Job Outlook: Where fitness trainers face stiffest competition
Are you interested in a career as a fitness trainer? You might face pretty stiff competition for jobs in New Hampshire. You’ll make the most money in New York state. And growth in that job field is expected to be slightly above average over the next seven or eight years.
Those are a few of the tidbits the U.S. government collects as it tracks the trends for thousands of job categories across the country — including “fitness trainers and aerobics instructors.” The U.S. Bureau of Labor Statistics maintains detailed information on wages, employment trends and job responsibilities on its website.
For example, fitness trainers “instruct or coach groups or individuals in exercise activities,” according to the BLS description. They “demonstrate techniques and form, observe participants, and explain to them corrective measures necessary to improve their skills.” The data comes from two sources within the Bureau of Labor Statistics: the bureau’sregular entry on the field, updated with 2013 data; and its “Occupational Outlook Handbook,” a resource published in January 2014, analyzing 2012 data.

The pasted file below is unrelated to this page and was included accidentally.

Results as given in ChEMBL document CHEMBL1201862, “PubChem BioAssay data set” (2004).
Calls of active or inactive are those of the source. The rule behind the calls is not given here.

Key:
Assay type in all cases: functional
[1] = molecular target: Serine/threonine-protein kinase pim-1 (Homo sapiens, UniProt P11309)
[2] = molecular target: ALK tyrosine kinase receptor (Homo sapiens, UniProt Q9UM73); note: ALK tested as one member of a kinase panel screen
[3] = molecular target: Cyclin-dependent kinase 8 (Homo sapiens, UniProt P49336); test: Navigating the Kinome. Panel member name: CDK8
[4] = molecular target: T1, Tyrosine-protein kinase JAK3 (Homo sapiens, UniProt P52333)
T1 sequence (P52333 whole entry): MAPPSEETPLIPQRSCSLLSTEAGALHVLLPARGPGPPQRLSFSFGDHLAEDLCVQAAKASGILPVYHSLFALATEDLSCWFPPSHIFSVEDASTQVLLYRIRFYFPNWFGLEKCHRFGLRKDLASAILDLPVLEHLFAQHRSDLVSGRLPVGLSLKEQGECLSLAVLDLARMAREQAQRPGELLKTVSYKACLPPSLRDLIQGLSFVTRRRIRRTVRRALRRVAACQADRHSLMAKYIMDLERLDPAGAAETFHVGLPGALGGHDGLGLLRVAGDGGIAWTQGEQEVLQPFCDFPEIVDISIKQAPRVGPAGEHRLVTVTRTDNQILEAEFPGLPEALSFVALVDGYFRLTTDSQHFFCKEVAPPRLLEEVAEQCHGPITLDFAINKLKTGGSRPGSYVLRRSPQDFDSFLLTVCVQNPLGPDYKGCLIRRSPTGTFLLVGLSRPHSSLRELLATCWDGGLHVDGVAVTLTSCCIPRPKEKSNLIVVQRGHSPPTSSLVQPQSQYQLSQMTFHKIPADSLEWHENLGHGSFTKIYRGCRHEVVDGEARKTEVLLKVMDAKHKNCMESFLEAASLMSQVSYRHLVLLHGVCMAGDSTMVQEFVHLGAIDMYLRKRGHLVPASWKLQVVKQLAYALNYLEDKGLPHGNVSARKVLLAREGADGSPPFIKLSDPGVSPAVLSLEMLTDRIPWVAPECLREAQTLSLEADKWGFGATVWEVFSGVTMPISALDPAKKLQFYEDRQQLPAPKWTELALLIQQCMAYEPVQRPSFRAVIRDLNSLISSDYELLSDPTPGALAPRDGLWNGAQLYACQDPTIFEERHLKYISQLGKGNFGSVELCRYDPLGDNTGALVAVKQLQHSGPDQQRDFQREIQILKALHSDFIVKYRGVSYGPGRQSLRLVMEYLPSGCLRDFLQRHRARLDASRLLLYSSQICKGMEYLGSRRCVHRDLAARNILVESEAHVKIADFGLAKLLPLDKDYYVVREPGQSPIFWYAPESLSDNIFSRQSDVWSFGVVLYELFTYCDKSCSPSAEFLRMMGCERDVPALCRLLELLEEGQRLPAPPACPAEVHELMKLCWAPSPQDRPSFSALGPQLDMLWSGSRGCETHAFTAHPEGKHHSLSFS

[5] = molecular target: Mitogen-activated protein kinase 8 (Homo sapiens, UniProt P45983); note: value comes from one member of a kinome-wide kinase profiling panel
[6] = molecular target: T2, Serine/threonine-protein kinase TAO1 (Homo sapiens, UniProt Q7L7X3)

But you already knew that. Here’s a few other nuggets sprinkled throughout the BLS data:
- While California had the most fitness trainers (according to 2013 data) with 26,000, New Hampshire had the highest “density” of people working in the field. Out of every 1,000 workers in the Granite State, three of them were fitness trainers.
- On average, trainers in New York state earned about $25.30 an hour, or more than $52,600 a year. That’s about 10 bucks more than the national average of $15.25, according to BLS’s Occupational Outlook Handbook
- The same resource says 267,000 people worked as fitness trainers in a 2012 survey (this would not include people who were self-employed in the field).
- The occupational handbook estimates that between 2012 and 2022, the number of fitness trainers is expected to grow about 13 percent, which is slightly ahead of the average growth rate for all occupations: 11 percent.
Where did fitness trainers find work?
- 58 percent found jobs in 2012 in fitness and recreational sports centers
- 13 percent with civic and social organizations
- 4 percent with health care and social assistance agencies
- 4 percent with other schools and instructional organizations
- 4 percent were privately employed